The Government promised that its £200m cuts to public health services will not affect frontline services – but a Pulse investigation has revealed that local councils are already making cutbacks to essential services.
These include those run by GP practices, such as contraceptive and sexual health services and NHS Health Checks, and facilities that GPs rely on for patient referrals, like smoking cessation.
One council – York City – has made cuts across the board, citing ‘financial constraints’. Other councils are limiting the number of long-acting reversible contraception procedures they will pay practices for.
Meanwhile, a number of councils are completely discontinuing smoking cessation services.
Many of the cuts are as a result of the Government removing funding from local authority budgets.
Chancellor George Osborne announced cuts of £200m last May, meaning the £2.8bn originally earmarked for councils to spend on public health in 2015/16 was cut by 7%. Further public health funding cuts were promised at the autumn spending review, with plans to deliver 4% savings each year for the next five years.
‘Far fewer will quit’
The Treasury told Pulse the £200m figure was based on projected local authority underspends and that the cuts would not affect frontline services.
But GPs expressed concern at the effect on patients. Londonwide LMCs medical director Dr Tony Grewal warned that moves to limit the contraceptive services undertaken by practices ‘will diminish patient choice, limit access to these forms of contraception and diminish GPs’ professional competency to undertake these procedures’.
Dr Alex Bobak, a GPSI in smoking cessation at Wandsworth Medical Centre, south London, says smoking cessation service cuts mean ‘far fewer people will stop smoking’.
And councils are warning that the situation could get worse, with York City Council writing to local GPs to tell them there are ‘more challenging times ahead with further reductions in the public health budget’.
Pulse has learned of six major metropolitan and county councils that are cutting smoking cessation budgets, including Leeds City Council, which announced a cut of £127,000 from its service with ‘more reductions in subsequent years’ likely, due to a £650m shortfall.
Elsewhere, Manchester City Council closed its smoking cessation service completely in October, while in York, only those with chronic diseases will be able to access smoking cessation services from the end of March.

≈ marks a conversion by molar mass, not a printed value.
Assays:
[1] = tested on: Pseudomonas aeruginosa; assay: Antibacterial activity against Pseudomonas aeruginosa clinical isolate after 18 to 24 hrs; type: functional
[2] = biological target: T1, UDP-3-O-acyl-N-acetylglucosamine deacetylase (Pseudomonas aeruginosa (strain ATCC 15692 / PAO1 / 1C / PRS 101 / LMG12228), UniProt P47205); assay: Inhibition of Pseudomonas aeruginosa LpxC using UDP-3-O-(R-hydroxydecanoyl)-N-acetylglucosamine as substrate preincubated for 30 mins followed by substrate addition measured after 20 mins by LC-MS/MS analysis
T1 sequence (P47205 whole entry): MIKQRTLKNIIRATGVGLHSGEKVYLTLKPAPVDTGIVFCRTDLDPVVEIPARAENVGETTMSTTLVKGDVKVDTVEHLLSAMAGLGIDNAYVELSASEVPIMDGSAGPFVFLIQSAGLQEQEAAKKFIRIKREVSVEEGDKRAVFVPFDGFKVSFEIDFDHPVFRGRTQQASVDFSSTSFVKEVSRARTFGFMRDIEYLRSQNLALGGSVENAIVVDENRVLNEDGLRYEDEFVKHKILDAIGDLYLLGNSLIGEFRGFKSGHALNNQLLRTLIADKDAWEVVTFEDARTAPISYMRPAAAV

The London Borough of Harrow has shrunk its service by 7% because of ‘attacks on our funding for crucial services’. Lincolnshire County Council and Salford City Council are cutting services by 50% and 10% respectively claiming more people are quitting through the use of e-cigarettes.Elsewhere, Manchester City Council closed its smoking cessation service completely in October, while in York, only those with chronic diseases will be able to access smoking cessation services from the end of March.
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Family planning experts warn this could cost the NHS billions of pounds in the longer term, and ‘reverse a decade of progress’ on training and access to contraception.
The councils changing their current provision include:
- A total of 19 London boroughs, which are putting LARC contracts out to tender as part of a new programme, partly due to ‘the continued squeeze on public sector finances’
- York City Council, which told practices in December it would terminate long-running contracts for chlamydia screening and long-acting reversible contraception (LARC)
- Devon and Torbay councils, which will only fund practices for six LARC fittings, with the rest paid at a nurse hourly rate.
GP practices in one area are being told their contract to provide NHS Health Checks will be terminated at the end of March as a result of cutbacks to the public health budget.
York City Council said it would continue to offer ‘some elements’ of the NHS Health Checks programme, which forms a key plank of the Government’s drive to prevent ill health and curb spiralling NHS costs that result from lifestyle issues such as poor diet, obesity and smoking.
Dr John Crompton, chair of North Yorkshire LMC, said to ‘suddenly stop offering those locally in practices would be a disaster… they have invested a lot of time and effort in this.’
He added: ‘We’ve found locally we’re picking up a lot of early diabetes and managing it – if that’s lost potentially that population will have worse outcomes.’